It’s been confirmed that a new bio-musical about the rise to fame of the Bee Gees is in the works, and could be eyeing a place in the West End.
Universal Theatrical Group is the team behind...
"Many Loves" by William Carlos Williams at the Lilian Baylis from 13 Nov 02
Sandis Productions presents the UK premiere Many Loves, by William Carlos Williams, at the the Lilian Baylis Theatre, Sadlers Wells from 13 to 30 Nov 02.
It is directed by David Sibley & Constantine Sandis, designed by Elly Papageorgakopoulou with lighting by Chris Watts.
Written in 1942 by poet, playwright and physician Dr William Carlos Williams it was first produced by the Living Theatre in New York in 1959. It toured most of Europe the following year to 'the tremendous acclaim of audiences of a thousand and fifteen hundred people', picking up the Grand Prix des nations as well as the Paris Theatre Critics Circle Award along the way.
In the playwright's own words: ( The play is set in a theatre ) The play is made up of three completely unrelated sequences, written in prose - one forming the substance of each act - and a counter plot, in modern verse, which binds them together. The theme of each 'playlet,' and of the counter play is love - of a sort.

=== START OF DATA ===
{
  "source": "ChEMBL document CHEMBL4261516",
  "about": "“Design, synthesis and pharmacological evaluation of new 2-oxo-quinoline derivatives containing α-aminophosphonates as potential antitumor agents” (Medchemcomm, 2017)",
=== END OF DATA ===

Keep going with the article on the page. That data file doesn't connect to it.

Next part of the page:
In the first sequence, a young man loves an older, married woman. In the second, a young man and a young woman of high school age - comparable to the lovers of romance - are assailed by the girl’s father. In the third of these prose playlets, an older man and a younger woman engage in mild intrigue.
In the counter- play, the love is between two men, an elder and another, younger one. Here the dramatic action hinges on the necessity for the younger , who is the author of the three short pieces, to get the older man, his presumptive backer , to finance the production of his play - but without concessions. For the poet - playwright is in love and about to marry his leading lady, a fact which he tries to keep secret from his enamoured backer. The discovery of this love by the backer supplies the climax and catastrophe of the play.